"Going with the flow ... changing ... being change ... ."
Matthew Brincat has a way with words - I like that - and this is what he had written:
The concept left me feeling inspired to share one of my favourite books, from one of my favourite authors: Illusions, by Richard Bach, which played a very important role in changing the way I live my life.
I picked up the book, or rather, it jumped out at me, from a bamboo shelf of a make-shift library on Vagator Beach in Goa, during my first trip to India in 2001. The book shack on the beach had been set up by a young French couple, who wanted to encourage book exchanging and borrowing, and I had been invited in.
In the days and weeks that followed, this book became an essential travel companion, almost guiding me through my first experience of magic India. I was 24, full of curiosity about life and the world and my place in it; Illusions was both my text book and my fun reading in the wonderful classroom and playground called India.
I particularly love the first entry in the book, the part that looks like handwritten notes ... I read it over and over again:
"Once there lived a village of creatures along the bottom of a great crystal river. The current of the river swept silently over them all -- young and old, rich and poor, good and evil -- the current going its own way, knowing only its own crystal self.
Each creature in its own manner clung tightly to the twigs and rocks of the river bottom, for clinging was their way of life, and resisting the current was what each had learned from birth.
But one creature said at last, "I am tired of clinging. Though I cannot see it with my eyes, I trust that the current knows where it is going. I shall let go, and let it take me where it will. Clinging, I shall die of boredom."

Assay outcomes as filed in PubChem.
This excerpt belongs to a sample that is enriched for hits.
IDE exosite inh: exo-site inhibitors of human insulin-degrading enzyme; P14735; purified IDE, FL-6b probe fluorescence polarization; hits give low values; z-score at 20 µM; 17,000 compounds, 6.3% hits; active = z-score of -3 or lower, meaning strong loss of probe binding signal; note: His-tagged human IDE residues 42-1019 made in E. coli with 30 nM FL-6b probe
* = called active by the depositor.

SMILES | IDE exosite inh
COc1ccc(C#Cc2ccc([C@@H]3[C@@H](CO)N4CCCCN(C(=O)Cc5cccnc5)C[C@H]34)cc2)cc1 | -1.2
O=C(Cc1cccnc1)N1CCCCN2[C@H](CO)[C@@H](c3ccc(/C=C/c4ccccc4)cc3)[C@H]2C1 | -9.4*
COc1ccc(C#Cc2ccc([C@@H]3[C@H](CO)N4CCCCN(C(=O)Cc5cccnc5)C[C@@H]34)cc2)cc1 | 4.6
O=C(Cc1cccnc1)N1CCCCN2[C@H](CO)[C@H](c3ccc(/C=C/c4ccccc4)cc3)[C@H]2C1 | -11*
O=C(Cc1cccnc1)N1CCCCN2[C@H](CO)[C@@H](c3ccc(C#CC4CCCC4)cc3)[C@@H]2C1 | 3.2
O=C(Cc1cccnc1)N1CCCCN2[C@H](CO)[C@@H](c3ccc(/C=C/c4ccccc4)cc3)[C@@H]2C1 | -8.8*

The other creatures laughed and said, "Fool! Let go, and that current you worship will throw you tumbled and smashed against the rocks, and you will die quicker than boredom!"
But the one heeded them not, and taking a breath did let go, and at once was tumbled and smashed by the current across the rocks.
Yet in time, as the creature refused to cling again, the current lifted him free from the bottom, and he was bruised and hurt no more.
And the creatures downstream, to whom he was a stranger, cried, "See a miracle! A creature like ourselves, yet he flies! See the messiah, come to save us all!"
And the one carried in the current said, "I am no more messiah than you. The river delights to lift us free, if only we dare let go. Our true work is this voyage, this adventure."
But they cried the more, "Savior!" all the while clinging to the rocks, and when they looked again he was gone, and they were left alone making legends of a savior.
-- from Illusions by Richard Bach
I'll let you sit with that.
Thanks, Matt ;)